Day 13

For Next Time


MP3 check-ins

From 11:00 - 12:30, one instructor and one course assistant will talk with each student in studio for about ~5 minutes. You will each have a time slot.

For the first 10 minutes of class, read through the getting going activity on classes and inheritance. We prepared this instead of doing a classwide lecture on the topics. Look at the set of questions at the bottom of the page. We will ask you some of the questions at the start of our check-in with you. From there, we can work together, 1 on 1, to firm up your understanding of concepts related to classes and inheritance. If we determine that the understanding is in place at the start of the check-in, we will explain how doing the Going Beyond encapsulation exercise will help you design better classes for MP3. We spend the remaining time helping you plan the best route to finishing MP3 with minimal speed bumps.

Getting Going - classes and inheritance with scaffolding

Refer to the page with a classes case study on pairing up college students using classes. Read the questions at the bottom of the page. If you know the answers already, move on to the Going Beyond exercises below. To make sure that you have a sound understanding of the concepts, please read the page and bring questions to your check-in.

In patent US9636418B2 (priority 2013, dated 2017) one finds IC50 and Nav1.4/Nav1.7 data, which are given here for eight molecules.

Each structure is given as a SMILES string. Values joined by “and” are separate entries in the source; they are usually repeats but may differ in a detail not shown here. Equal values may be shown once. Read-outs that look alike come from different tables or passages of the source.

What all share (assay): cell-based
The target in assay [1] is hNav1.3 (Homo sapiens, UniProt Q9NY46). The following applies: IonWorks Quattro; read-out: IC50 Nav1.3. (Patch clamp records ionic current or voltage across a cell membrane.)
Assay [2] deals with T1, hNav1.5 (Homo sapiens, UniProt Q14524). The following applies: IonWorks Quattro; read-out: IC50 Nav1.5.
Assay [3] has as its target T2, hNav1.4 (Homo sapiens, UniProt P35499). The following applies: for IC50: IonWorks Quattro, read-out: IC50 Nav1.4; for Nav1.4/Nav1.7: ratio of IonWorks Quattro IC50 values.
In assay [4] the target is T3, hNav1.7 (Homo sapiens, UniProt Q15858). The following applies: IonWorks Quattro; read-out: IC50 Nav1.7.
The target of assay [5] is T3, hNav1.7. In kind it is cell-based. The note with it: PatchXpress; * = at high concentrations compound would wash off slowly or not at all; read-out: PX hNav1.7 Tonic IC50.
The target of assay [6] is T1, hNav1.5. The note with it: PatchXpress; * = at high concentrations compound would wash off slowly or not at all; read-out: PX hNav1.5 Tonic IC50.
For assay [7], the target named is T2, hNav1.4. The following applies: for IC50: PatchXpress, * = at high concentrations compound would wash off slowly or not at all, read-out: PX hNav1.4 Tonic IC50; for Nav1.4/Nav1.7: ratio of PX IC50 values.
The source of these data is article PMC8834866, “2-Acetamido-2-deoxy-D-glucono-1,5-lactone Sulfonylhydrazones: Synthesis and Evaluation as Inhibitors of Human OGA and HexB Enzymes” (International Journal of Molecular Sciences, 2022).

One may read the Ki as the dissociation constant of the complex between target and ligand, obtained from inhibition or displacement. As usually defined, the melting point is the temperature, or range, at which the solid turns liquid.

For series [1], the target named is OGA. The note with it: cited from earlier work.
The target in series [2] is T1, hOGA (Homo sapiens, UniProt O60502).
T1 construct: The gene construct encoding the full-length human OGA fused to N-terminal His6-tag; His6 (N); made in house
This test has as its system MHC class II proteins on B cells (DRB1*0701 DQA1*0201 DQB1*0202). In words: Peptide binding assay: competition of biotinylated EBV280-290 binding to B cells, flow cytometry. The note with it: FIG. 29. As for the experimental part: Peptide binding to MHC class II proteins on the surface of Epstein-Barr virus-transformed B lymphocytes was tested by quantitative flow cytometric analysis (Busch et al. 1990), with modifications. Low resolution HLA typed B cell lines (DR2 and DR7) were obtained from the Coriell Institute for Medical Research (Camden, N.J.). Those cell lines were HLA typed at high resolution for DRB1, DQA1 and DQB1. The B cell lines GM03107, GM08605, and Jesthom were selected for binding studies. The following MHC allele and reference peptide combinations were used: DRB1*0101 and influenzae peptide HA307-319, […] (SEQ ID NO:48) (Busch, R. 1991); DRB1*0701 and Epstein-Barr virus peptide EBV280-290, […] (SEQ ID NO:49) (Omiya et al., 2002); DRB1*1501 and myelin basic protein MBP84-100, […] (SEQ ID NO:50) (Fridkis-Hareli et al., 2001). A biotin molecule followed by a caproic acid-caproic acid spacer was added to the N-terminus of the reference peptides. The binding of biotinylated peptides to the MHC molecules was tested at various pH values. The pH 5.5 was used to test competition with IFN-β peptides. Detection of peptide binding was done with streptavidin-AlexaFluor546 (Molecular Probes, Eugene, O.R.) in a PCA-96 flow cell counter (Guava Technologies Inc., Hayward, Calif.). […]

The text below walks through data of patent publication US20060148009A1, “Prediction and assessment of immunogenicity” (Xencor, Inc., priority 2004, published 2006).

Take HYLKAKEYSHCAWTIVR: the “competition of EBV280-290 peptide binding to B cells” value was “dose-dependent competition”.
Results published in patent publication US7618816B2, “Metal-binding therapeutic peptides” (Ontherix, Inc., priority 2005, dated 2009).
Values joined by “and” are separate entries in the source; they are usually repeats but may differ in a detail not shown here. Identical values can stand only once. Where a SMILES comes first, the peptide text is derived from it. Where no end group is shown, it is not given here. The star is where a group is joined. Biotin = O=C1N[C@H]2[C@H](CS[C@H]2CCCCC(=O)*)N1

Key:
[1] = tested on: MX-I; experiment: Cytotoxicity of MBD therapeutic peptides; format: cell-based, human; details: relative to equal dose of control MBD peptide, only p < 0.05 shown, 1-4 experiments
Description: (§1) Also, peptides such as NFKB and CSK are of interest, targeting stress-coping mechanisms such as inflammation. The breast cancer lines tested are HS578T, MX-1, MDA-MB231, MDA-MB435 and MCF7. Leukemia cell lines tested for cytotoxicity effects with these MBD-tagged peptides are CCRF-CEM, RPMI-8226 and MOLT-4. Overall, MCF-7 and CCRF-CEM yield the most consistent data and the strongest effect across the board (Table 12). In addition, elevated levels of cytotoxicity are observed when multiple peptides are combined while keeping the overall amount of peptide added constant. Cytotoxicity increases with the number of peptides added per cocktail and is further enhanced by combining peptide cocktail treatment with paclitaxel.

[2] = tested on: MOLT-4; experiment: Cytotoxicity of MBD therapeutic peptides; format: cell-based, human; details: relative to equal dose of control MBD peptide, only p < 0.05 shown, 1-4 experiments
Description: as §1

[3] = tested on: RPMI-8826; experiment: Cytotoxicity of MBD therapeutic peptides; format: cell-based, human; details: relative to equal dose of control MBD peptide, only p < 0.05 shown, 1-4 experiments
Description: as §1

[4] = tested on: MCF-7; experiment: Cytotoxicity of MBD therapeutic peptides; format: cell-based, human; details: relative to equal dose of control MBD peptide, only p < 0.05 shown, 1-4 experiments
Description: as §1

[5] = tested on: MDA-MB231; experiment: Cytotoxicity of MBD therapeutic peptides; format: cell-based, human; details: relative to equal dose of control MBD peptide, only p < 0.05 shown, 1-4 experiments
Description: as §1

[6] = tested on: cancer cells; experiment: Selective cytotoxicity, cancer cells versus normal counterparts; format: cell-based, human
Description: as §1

Going Beyond - encapsulation - classes from scratch

We are putting together new exercises to expose the power of encapsulation, with the goals of helping students to:

Follow the instructions to get started. Bring questions you have from this exploration to your check-in, to discuss ways that your MP3 can improve.

Exceptions (optional)

Read about Exceptions and try some examples

Exercise: Examine your code for MP3 and identify places where errors are likely to occur - make a list and be specific. Common culprits include anywhere you take input from a user, from the web, a database, or the filesystem. Decide what types of exceptions should be raised in each case and how they should be handled. Try implementing at least one exception in your code.

Assertions (optional)

Read about Assertions and try some examples

Exercise: Take 2-3 of your functions from MP3 (or a past miniproject) and make your assumptions explicit by adding assertions. There’s a bit of an art to using assertions - if you defensively try to account for every single thing that could go wrong you’ll wind up with an unreadable mountain of tests for a small amount of code. Try to aim for the most impactful checks - things most likely to go wrong/be misused, and those most likely to be difficult to debug if used incorrectly.